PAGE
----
Watching portions and cutting calories is one way people find success when trying to lose weight. Too bad hunger kicks into high gear, making eating less so miserable, many people just throw in the towel. It is possible to eat fewer calories and not feel hungry, so if you're trying to slim down, follow these tips.
- Eat enough: You total daily calories depend on your goal weight and your activity level, so while it's good to strictly count calories, make sure your total daily calories is enough and doesn't dip below 1,200. Keep your hunger in check all day by eating 300 to 400 calories at each meal, and throw in a 150-calorie snack or two between meals to satiate your hunger.
- Eat these three things: When you sit down to eat meal, be sure to include protein to satiate hunger, carbs to sustain your energy, and fats to help you feel fuller longer. Go for 20 to 30 grams of protein at each meal, and include complex carbs that will offer fiber to make you feel even more full. If you snack, avoid crackers or baked goods, and be sure to include a combo of at least two of protein, carbs, and fat.
- Don't be too restrictive: No carbs, no sugar, no bread, no alcohol, no fun! Certified dietitian Leslie Langevin, MS, RD, CD, of Whole Health Nutrition said the biggest mistake she sees people making when dealing with hunger and trying to drop pounds is "cutting out too much." If your diet is too restrictive, it won't work for the long-term. You'll feel so hungry and deprived that you can't sustain it. Include some of the foods you crave throughout the day, but enjoy them in moderation so you're still able to lose weight.
- Drink water: While there's no need to go overboard and drink a gallon of water a day, since thirst can often be mistaken for hunger, keep a reusable water bottle close by and sip on water throughout your day. Before each meal, drink a full glass of water to help fill you up. If plain water isn't your thing, add lemon or grapefruit slices, sip on tea, or go for sparkling water.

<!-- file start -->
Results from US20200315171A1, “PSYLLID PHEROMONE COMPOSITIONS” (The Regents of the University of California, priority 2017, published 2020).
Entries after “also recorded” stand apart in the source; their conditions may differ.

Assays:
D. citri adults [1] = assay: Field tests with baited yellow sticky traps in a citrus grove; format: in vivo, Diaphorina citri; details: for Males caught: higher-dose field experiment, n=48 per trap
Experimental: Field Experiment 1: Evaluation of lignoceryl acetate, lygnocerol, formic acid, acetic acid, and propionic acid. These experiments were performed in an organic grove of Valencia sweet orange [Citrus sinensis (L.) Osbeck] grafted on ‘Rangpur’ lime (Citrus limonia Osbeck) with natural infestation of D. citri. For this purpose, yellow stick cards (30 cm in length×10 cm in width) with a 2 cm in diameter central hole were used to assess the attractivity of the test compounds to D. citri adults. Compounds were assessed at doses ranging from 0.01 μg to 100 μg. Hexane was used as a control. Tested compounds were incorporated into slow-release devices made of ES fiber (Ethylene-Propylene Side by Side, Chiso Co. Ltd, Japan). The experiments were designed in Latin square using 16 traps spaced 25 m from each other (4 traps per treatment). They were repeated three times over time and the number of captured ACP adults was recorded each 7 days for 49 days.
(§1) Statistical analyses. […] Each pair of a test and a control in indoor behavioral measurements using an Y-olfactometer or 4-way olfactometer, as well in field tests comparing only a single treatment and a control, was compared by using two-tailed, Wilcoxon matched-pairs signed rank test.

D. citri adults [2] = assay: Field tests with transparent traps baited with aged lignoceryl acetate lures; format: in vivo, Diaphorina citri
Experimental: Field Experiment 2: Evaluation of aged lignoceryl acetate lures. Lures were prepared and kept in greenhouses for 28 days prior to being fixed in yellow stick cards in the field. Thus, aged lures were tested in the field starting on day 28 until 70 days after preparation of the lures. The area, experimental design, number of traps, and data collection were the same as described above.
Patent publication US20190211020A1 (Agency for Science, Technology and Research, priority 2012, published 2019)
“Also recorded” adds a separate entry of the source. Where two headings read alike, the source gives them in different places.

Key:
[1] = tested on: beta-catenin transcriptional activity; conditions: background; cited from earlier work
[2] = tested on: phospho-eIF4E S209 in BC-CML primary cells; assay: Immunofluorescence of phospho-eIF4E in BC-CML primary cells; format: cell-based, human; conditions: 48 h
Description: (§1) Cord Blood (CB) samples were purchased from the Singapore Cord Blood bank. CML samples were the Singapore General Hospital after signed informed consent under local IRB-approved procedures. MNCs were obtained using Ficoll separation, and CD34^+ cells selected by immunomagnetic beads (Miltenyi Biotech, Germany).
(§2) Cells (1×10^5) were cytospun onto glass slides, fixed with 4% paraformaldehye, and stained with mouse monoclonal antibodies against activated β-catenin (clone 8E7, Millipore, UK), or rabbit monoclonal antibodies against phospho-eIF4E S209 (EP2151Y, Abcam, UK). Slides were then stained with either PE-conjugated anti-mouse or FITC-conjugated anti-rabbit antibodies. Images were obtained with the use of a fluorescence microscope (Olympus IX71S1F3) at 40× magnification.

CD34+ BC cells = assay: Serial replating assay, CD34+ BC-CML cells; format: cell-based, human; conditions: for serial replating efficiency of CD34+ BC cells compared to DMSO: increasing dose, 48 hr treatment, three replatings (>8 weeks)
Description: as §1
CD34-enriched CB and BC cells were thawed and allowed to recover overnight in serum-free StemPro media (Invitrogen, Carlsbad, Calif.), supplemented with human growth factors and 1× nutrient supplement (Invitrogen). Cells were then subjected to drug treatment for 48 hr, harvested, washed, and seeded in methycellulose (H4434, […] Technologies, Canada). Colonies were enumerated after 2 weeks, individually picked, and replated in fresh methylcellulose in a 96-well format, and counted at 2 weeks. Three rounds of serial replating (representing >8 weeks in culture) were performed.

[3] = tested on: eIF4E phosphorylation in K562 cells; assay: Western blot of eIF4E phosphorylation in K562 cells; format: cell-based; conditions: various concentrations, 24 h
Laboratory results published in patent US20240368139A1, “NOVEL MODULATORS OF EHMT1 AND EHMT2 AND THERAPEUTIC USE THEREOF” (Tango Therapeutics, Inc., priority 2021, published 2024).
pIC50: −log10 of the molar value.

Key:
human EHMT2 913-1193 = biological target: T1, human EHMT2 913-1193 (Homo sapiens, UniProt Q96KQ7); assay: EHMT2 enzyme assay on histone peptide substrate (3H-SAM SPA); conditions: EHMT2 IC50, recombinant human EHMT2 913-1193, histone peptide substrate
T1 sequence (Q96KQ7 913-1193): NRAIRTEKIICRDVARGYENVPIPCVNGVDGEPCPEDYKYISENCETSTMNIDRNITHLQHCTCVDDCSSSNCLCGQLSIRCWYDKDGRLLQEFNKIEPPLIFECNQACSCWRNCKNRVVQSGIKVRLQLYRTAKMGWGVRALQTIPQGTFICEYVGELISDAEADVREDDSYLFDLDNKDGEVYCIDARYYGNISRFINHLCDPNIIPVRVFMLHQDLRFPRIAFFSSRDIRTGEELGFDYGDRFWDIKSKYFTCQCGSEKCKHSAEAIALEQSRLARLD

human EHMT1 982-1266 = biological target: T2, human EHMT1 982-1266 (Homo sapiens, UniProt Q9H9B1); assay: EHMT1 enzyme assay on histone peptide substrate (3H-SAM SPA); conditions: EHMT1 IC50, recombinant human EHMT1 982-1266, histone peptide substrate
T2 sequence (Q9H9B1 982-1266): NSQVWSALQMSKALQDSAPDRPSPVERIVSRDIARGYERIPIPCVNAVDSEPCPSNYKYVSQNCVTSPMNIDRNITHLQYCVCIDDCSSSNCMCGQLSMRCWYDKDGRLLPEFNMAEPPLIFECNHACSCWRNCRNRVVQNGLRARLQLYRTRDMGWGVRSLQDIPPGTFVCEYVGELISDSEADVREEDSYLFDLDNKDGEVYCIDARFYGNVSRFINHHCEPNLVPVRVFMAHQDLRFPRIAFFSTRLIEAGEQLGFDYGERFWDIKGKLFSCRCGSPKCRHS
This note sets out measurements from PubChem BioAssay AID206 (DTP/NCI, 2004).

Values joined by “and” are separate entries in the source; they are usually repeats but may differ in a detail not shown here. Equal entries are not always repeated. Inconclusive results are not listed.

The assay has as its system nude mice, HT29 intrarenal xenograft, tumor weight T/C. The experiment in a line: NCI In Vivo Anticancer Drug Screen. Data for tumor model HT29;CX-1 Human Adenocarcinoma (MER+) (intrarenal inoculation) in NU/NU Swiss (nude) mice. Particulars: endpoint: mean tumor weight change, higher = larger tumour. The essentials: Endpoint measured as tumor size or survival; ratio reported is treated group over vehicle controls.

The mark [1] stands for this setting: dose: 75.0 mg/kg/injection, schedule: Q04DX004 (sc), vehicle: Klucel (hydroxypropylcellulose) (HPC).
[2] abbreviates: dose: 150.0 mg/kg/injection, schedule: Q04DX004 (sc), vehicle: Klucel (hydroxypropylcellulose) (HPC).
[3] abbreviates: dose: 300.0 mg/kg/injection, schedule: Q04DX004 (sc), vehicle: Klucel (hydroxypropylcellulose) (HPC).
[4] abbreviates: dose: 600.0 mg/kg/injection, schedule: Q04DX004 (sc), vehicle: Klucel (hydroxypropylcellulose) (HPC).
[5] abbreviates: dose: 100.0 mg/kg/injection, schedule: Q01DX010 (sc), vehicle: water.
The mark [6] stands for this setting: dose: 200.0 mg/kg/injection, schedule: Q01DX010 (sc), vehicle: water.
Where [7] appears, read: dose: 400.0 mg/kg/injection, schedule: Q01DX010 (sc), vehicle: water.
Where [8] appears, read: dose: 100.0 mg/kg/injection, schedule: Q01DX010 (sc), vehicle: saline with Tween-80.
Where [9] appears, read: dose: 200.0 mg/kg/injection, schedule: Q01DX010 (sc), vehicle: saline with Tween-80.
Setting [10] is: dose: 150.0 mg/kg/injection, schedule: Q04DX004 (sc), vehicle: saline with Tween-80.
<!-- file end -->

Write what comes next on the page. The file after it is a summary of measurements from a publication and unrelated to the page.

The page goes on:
- Increase your fiber: Take a look at your fiber intake and make sure you're getting at least 25 grams. Fiber not only prevents constipation and bloating, but it makes you feel full longer, satiating hunger. Add chia seeds or flaxmeal to smoothies; add berries, beans, and nuts to salads; and spread avocado on your toast instead of peanut butter.
- Slow down: Make mindfulness a habit, eat slower, and take the time to savor each bite so both your brain and your stomach have time to register that you're full. Leslie even said to take a 10-minute break halfway through your meal to assess whether you should continue eating more or be done.
- Ditch sugar: When you eat sugar, it makes you crave it even more, so if you find that you're hungry for sweets, cut down on your sugar intake. It won't be fun the first week or two, but once your body becomes less addicted, your cravings will subside and you'll feel less hungry for baked goods, chocolate, and ice cream — trust us!
- Get enough sleep: Sleep affects the levels of leptin, the hunger-regulating hormone that helps your body realize it's full and also affects ghrelin, which stimulates appetite. Not getting enough zzz's lowers your levels of leptin while raising your levels of ghrelin, which can increase hunger and make you eat more. Get to bed early enough to get at least seven to eight hours of sleep, and this will help curb your appetite.